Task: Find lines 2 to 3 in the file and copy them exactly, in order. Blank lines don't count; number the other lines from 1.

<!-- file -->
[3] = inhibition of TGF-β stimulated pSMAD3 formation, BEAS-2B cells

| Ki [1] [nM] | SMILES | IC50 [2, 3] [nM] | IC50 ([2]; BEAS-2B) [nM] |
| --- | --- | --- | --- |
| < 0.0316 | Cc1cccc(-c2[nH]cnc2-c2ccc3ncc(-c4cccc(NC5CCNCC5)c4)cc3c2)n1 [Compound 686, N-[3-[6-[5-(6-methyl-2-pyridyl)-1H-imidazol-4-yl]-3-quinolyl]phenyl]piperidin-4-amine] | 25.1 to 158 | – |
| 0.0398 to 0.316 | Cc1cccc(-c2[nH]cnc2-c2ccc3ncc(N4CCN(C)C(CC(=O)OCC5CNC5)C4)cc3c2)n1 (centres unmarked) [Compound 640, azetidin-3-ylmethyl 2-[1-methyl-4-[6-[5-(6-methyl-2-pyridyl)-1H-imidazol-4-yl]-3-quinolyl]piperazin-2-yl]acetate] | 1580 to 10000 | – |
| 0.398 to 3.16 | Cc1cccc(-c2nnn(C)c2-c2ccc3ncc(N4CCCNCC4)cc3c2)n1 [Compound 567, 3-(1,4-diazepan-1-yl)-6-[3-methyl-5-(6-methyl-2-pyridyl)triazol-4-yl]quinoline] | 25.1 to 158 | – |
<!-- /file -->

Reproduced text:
| Ki [1] [nM] | SMILES | IC50 [2, 3] [nM] | IC50 ([2]; BEAS-2B) [nM] |
| --- | --- | --- | --- |